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‘Pavilion’: An Intriguing Bit of Mind-Bending Mania


Pavilion
Developer: Visiontrick Media
Publisher: Visiontrick Media
Platform(s): PC, Mac
Reviewed on: PC
Release Date: Sept. 23, 2016

Even if you’ve seen the trailers and marketing for Pavilion, it’s still a bit difficult to know exactly what you’re getting yourself into. For instance, what exactly is a 4D puzzle game? Well, it’s hard to know for sure what the aptly named developer Visiontrick Media means by that but it seems to be a reference to the M.C. Escher inspired level design and singular, isometric viewpoint. Does that really make it “4D” though? Probably not but it’s a good buzzword.

Hair-splitting aside, I’m sure what you’re actually anxious to know is how the game plays. Well, as a puzzler I’m inclined to say it plays pretty well. Though you’ll likely spot a little fellow moving about in some of these screenshots, what you probably won’t realize is that you don’t actually control him at all. Your goal is to guide him from one point to another, clearing the way with your glowing cursor, until he completes the level.


What this involves is a combination of ringing bells to signal your nameless charge to travel to a new location, moving platforms to create a path for him, or turning off the lights in an area to stop him from entering it. Despite how odd this might all sound, it’s strangely intuitive in practice, and is even fairly satisfying. Unfortunately, if you’re a puzzle veteran, you won’t find much to stump you here but if you’re just looking for a quick fix to scratch your brain, Pavilion will certainly offer you that.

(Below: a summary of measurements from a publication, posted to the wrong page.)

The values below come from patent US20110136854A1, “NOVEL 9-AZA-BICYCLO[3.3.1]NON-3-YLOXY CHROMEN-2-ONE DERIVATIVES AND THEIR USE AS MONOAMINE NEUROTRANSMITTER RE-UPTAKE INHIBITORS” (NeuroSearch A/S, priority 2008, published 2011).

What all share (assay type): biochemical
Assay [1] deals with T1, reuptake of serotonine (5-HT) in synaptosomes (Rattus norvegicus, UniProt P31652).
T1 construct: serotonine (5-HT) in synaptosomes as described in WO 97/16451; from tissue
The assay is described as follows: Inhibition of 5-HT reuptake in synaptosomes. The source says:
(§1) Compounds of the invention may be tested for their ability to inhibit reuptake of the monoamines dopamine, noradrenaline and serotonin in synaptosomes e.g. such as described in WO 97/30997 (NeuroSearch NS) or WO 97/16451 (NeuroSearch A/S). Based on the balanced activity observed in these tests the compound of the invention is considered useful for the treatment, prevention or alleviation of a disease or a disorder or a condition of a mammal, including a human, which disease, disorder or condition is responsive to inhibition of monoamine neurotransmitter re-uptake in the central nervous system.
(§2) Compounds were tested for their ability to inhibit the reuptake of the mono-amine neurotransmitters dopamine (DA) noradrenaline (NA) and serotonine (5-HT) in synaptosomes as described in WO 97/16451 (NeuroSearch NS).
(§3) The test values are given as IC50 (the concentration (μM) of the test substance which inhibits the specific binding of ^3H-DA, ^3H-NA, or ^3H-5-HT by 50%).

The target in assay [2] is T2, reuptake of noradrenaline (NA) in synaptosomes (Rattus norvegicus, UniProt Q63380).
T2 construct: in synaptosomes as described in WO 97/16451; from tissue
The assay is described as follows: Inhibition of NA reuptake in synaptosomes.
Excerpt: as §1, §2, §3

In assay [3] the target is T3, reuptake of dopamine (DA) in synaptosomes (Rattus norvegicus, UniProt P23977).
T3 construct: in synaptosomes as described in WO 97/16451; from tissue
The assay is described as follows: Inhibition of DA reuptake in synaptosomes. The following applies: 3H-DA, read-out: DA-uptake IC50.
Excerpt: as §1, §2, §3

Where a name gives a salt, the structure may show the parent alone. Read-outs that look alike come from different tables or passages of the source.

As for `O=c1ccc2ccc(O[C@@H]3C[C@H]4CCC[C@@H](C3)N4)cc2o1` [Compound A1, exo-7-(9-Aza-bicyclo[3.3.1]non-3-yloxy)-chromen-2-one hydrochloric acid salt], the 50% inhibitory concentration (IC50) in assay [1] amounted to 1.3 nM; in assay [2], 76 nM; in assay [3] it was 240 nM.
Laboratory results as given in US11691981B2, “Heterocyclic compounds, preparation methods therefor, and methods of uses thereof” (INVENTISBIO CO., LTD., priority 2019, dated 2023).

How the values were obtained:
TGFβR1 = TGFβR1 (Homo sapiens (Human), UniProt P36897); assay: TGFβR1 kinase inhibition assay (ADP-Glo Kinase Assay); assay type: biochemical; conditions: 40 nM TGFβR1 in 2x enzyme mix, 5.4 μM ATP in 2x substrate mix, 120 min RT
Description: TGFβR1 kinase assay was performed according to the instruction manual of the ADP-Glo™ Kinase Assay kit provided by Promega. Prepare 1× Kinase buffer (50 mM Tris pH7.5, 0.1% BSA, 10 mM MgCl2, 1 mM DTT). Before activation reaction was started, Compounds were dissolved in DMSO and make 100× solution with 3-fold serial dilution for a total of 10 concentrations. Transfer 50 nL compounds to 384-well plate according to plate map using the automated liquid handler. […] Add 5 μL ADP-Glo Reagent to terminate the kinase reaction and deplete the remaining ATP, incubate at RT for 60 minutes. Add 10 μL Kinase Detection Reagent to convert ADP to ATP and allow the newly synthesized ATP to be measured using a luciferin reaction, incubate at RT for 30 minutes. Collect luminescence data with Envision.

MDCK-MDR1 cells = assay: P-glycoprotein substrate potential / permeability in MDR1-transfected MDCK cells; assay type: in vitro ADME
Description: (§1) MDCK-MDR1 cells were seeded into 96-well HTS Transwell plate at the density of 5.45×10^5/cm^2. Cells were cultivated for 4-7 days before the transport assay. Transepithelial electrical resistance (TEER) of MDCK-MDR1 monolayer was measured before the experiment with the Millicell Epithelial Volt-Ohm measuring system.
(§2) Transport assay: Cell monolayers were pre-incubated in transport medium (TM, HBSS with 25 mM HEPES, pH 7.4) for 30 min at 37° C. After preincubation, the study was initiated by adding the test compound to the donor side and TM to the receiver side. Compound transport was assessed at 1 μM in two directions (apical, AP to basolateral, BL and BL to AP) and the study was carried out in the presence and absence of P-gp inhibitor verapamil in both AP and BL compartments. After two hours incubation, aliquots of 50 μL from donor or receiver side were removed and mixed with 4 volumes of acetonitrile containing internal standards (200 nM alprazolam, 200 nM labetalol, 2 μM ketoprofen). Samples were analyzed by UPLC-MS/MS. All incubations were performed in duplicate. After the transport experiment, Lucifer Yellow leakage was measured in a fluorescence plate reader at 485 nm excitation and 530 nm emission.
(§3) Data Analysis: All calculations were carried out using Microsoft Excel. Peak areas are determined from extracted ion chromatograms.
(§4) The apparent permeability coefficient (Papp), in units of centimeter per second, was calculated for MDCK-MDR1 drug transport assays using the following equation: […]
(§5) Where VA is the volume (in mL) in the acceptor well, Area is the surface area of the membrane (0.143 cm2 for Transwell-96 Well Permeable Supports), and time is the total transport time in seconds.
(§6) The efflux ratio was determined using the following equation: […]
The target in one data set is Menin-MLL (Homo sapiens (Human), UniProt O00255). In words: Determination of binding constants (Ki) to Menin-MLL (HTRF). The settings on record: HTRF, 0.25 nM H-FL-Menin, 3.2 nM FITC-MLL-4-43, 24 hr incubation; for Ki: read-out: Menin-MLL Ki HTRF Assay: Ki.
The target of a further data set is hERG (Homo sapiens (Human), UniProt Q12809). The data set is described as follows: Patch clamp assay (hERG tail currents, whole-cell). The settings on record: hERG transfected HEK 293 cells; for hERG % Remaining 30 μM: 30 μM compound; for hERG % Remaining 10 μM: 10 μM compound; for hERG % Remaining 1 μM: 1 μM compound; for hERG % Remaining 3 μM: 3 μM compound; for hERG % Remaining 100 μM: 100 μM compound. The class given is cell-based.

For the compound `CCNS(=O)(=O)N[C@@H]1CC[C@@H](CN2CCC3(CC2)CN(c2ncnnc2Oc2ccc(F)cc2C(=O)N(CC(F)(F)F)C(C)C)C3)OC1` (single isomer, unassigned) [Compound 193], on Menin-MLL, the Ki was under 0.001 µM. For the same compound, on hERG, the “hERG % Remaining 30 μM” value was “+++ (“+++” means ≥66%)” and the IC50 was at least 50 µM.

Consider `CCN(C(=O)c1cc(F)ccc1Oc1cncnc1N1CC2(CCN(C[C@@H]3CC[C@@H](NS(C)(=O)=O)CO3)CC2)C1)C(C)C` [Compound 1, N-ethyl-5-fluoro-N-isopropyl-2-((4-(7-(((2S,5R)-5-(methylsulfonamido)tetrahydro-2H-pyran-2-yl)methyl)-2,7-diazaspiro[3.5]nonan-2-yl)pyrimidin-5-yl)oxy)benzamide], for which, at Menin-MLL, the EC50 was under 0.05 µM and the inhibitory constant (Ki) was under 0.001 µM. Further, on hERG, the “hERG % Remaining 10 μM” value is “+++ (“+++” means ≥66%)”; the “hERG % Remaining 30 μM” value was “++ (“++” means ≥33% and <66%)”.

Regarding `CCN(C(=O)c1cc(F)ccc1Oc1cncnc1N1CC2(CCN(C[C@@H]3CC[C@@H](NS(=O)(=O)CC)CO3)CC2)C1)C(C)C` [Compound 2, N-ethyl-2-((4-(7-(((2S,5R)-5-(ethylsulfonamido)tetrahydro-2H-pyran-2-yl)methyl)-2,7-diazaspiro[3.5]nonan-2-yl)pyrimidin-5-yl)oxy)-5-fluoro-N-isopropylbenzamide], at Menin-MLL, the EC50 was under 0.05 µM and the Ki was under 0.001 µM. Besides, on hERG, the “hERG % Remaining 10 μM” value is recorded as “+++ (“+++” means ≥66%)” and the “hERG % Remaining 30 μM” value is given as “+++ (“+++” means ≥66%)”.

What’s more, the game is incredible to behold. Each of the 23 stages is lovingly curated and beautifully crafted, and if you’re one of those folks who likes to take screenshots in Steam then you might have to make some room. I’m sure we’re all well aware of the cliche at this point of citing the great look and fantastic soundtrack of the latest indie game but credit must be given where credit is due, and Pavilion absolutely nails it in both departments. As mentioned above, there’s a pretty clear connection to M.C. Escher in Pavilion‘s look and design, and fans of his work will no doubt find even more reason to invest in this little experiment.


One odd element that’s worth mentioning is that the game seems to be broken into two halves, with the second half arriving as DLC some time this year. What motivated this decision is hard to crack onto exactly, and I won’t speculate on it here, but it is worth noting for those considering purchasing the game.

If you’re looking for a gorgeous, breezy puzzler that you can easily wrap up in a weekend (if this game takes you longer than 4 hours to beat, I’m not sure you understand how it works) you could do a lot worse than Pavilion. However, those seeking a more robust experience the likes of which will have them struggling for solutions and returning time and time again with those “a-ha!” moments will not find that here.

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